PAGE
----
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Posts about Pedestrians

Pedestrians


Timing signals to work for pedestrians is impossible

To make streets walkable, we need to re-think the basic principles of how people on foot and people in cars share the roadway. This is the third post in a multi-part opinion series.


At Arlington's "intersection of doom," the traffic signals are so complicated they're nearly impossible to follow. Photo by author.

Walk signals are not only unsafe and inconvenient, they're also incapable of making pedestrian travel efficient. Engineers simply don't have the time or resources to correctly configure every traffic light for pedestrians.

Traffic lights and signs are not police officers standing in the intersection. When engineers use them to direct traffic as if they were, they impose on themselves a task they cannot carry out. In real-world practice, it is simply not possible to program the lights and place the signs in a way that moves people efficiently. The engineers are short of information, time, and money.

Highway departments don't even have the resources to fully optimize traffic controls for drivers. They traditionally simplify their work by planning for the busiest time of day. But traffic, especially foot traffic, flows all day. Outside rush hour, both drivers and pedestrians find themselves standing and watching empty streets, waiting for slow lights timed to minimize rush-hour backups.

It is possible, as New York and a few other cities have shown, for complex signals to make walking easier. Pedestrians get a few seconds to enter a crosswalk before cars can turn. Or turns are banned while people are crossing.

But if you try to orchestrate movement on foot in this way at every streetcorner, the traffic engineers' job becomes entirely unmanageable. They cannot possibly find the time to adjust every walk signal for the proper balance between walking and driving.

And even when walk signals are properly adjusted, the engineer still knows less than the person walking on the street. Anyone standing on the corner can see whether cars are coming. The pedestrian knows best when it will be safer to cross immediately than to wait for the green light and dodge turning vehicles.

In any case, highway agencies rarely give foot travel much attention outside big-city downtowns. At best, they make a half-hearted effort to meet federal minimums. By-the-book engineering creates hazards in the form of disappearing sidewalks, badly timed lights, and inscrutable signage.

Walk signals are expensive

Not only are walk signals costly in staff time and information, they are a financial burden. Highway agencies say that the cost of installing a full-featured traffic signal is a quarter to half a million dollars, and sometimes more.

There are thought to be more than 300,000 signalized intersections in the United States. (No one really knows the exact number.) Retrofitting all of them with walk signals to current standards would run up a bill in the ballpark of $100 billion.

Incremental fixes just create new problems

The rules for crossing streets grow ever more complex, and they have come to resemble the Gordian knot that the ancient Greeks were unable to untie. Straightening one piece out only creates new tangles.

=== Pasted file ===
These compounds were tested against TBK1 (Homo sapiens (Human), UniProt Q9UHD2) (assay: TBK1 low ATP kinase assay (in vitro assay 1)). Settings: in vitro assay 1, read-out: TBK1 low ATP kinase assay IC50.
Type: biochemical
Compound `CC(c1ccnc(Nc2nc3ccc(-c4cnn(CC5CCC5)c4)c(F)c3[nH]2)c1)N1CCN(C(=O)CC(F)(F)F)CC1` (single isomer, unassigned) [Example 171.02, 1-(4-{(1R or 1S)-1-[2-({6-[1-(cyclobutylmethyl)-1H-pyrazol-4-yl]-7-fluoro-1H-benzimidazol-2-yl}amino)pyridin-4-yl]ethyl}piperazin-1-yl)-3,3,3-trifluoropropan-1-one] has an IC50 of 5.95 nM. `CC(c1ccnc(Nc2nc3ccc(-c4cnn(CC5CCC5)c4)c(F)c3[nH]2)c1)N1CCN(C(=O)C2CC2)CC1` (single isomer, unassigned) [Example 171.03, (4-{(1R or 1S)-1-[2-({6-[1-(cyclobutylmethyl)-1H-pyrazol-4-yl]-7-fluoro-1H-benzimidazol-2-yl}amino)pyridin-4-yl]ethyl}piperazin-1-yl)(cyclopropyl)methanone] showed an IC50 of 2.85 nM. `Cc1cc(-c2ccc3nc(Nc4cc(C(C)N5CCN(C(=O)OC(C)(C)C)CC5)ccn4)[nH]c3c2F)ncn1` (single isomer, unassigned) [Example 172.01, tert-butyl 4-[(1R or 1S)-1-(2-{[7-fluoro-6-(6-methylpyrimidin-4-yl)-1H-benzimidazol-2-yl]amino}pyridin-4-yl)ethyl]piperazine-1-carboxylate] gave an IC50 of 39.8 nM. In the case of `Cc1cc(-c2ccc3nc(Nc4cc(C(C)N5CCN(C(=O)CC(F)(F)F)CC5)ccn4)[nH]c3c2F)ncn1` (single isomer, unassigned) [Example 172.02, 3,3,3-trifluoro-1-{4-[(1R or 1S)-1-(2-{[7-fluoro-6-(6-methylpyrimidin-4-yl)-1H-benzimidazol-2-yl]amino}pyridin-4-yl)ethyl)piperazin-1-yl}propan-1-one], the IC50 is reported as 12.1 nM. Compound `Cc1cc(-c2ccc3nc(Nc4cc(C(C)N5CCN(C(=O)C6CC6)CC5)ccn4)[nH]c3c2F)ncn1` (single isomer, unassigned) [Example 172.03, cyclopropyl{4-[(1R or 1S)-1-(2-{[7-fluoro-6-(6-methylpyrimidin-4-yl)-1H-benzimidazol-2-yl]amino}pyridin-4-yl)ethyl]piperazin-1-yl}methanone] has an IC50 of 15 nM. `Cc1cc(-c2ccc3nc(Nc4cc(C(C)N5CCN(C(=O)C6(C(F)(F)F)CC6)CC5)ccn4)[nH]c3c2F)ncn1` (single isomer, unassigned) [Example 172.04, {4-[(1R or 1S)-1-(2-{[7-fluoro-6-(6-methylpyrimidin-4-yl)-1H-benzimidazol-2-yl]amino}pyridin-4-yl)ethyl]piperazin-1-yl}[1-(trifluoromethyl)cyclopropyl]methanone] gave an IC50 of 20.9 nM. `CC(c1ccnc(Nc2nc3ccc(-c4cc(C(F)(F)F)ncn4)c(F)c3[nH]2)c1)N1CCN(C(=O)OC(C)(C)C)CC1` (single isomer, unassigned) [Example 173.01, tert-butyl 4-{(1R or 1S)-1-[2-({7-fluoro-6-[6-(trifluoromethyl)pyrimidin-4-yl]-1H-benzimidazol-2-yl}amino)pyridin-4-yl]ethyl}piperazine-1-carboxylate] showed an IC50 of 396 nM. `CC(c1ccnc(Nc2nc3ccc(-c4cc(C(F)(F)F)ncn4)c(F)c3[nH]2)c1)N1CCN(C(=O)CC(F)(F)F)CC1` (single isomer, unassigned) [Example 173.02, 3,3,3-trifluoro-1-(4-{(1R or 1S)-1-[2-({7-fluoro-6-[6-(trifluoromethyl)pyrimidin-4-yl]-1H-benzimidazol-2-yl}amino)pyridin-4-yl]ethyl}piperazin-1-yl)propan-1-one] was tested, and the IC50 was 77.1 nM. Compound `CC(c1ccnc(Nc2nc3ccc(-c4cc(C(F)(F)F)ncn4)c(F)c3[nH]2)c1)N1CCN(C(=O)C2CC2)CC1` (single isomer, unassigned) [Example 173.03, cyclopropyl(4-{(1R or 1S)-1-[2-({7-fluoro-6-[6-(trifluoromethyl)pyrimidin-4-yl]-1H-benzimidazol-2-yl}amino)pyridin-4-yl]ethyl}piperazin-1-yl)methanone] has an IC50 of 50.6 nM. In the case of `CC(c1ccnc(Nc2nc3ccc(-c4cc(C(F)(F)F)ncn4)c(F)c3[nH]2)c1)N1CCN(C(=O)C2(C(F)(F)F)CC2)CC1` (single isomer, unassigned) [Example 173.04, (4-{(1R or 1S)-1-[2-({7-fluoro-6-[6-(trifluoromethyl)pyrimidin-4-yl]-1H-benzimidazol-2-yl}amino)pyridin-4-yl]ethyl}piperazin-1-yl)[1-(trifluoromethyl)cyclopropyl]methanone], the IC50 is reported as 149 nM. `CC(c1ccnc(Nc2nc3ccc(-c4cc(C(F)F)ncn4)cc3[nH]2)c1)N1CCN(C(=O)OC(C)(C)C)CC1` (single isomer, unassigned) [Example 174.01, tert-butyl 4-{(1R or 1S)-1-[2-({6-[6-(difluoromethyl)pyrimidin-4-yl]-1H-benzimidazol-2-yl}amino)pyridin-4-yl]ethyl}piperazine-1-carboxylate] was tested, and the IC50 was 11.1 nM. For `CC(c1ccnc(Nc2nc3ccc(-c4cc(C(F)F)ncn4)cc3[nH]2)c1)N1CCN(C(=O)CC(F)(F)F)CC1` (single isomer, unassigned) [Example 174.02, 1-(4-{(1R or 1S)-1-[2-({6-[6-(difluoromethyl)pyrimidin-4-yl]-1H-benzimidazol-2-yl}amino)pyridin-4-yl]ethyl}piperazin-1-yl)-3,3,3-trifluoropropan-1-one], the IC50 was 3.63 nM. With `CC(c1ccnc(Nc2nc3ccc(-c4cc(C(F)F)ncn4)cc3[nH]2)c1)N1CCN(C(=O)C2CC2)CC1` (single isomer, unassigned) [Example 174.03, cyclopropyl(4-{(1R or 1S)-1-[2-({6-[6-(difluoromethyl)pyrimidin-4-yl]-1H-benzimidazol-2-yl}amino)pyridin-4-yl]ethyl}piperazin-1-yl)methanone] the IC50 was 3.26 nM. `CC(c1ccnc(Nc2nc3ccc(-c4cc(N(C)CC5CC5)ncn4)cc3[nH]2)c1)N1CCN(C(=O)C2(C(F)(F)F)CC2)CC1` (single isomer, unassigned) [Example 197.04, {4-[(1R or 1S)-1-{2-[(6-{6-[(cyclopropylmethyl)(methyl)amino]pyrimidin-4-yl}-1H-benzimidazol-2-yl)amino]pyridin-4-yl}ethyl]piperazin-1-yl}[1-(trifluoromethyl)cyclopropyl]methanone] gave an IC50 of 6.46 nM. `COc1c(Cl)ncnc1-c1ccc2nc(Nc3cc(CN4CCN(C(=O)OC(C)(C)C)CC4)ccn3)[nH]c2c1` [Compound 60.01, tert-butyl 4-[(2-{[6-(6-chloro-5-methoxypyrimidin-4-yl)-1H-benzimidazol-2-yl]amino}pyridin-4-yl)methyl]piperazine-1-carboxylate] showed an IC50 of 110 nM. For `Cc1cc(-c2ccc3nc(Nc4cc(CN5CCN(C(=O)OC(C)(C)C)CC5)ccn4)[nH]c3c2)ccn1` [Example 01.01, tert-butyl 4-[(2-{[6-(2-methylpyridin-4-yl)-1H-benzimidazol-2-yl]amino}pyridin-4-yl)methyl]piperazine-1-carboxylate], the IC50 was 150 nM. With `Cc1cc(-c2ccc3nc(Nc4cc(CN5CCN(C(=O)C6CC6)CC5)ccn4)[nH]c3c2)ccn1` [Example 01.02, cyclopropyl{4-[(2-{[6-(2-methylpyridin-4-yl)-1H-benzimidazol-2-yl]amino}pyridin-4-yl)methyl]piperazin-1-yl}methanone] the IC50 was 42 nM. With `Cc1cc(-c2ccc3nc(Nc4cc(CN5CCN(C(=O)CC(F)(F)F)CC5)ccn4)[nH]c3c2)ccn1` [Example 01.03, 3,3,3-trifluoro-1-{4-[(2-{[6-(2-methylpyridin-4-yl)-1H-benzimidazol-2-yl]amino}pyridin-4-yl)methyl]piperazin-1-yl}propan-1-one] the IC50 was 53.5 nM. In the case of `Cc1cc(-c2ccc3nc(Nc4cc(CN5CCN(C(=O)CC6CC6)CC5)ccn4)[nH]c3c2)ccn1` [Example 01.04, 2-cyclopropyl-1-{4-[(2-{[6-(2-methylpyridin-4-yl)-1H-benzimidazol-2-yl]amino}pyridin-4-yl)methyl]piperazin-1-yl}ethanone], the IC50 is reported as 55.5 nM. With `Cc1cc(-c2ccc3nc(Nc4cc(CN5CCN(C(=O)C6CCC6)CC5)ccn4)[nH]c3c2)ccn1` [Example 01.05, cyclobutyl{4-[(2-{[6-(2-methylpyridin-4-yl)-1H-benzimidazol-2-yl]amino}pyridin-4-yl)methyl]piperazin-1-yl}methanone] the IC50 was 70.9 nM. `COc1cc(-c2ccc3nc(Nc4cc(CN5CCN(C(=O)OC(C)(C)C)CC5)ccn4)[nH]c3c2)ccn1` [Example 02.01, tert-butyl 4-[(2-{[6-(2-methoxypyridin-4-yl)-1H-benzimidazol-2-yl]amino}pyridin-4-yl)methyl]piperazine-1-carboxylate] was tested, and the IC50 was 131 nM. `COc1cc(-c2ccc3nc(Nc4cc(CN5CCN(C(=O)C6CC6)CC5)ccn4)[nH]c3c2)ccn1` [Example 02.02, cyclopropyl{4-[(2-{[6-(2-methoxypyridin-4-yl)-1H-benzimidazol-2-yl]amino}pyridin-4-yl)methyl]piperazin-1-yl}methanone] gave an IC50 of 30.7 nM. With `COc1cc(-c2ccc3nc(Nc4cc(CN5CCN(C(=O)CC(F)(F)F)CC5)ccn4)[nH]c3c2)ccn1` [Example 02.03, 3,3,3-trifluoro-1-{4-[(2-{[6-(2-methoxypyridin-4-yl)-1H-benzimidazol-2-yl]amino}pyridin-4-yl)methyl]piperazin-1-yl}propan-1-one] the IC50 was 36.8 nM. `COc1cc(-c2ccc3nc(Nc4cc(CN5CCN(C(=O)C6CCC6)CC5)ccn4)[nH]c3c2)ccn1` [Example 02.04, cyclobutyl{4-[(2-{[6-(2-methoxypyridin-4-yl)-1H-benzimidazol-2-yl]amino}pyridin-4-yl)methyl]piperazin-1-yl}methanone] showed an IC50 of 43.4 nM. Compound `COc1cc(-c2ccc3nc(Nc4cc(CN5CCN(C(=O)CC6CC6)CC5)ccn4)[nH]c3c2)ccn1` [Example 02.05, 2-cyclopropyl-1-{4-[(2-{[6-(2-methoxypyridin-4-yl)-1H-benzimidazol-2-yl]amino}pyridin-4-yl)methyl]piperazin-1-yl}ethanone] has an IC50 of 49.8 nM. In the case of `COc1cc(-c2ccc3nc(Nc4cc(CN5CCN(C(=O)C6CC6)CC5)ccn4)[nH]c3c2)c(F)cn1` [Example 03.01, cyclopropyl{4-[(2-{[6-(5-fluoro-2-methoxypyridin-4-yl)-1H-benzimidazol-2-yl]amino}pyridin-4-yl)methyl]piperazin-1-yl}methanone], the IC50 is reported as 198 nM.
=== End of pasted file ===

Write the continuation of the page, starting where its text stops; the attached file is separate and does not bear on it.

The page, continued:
Rosslyn's "Intersection of Doom," where drivers turn right across a bike path, shows this dynamic at work. After much public agitation, the walk signal on the bike path was set to begin before the green light. But drivers still came through the busy crosswalk when turning right on red. So a flashing don't walk signal went in. Now drivers need eyes on three sides of their heads to comply with the signals.

Signals for the blind have undergone a similar evolution. When walking is controlled by a traffic light, those who can't see use traffic noise to tell whether it's green. But if there's a walk signal, they don't know whether it's lit. So crosswalks with walk signals need pushbutton-operated beepers for handicapped access. More expense, more confusion, and more obstruction of the sidewalk.

The complexity has gotten so bad that FHWA can't even keep its rulebook straight. It required beepers for the blind in 2009, but did not authorize a sign that says what the button is for. Rule-bound engineers are now blanketing streets with signs that comply with the rulebook but misinform their readers.

These miscues are not happenstance. According to the branch of mathematics known as control theory, they are the inevitable consequence of too much complexity. Beyond a certain point, increasing the number of signals sent by an automatic controller creates more error than it prevents.

Alexander the Great is said to have cut through the Gordian knot with his sword. We need similar boldness to make our streets walkable. My next post suggests how that might be possible.

Roads


A streetcar to Georgetown could add a loop ramp under K Street and a pedestrian walkway

DC is planning dedicates lanes for the streetcar almost entirely from Union Station to Georgetown. One tricky spot: from Washington Circle over Rock Creek and I-66 to Georgetown. Here's how it could work.


Image from the Georgetown BID.

The District Department of Transportation (DDOT) project team will present its latest options on Tuesday night, and we got a look ahead of the meeting.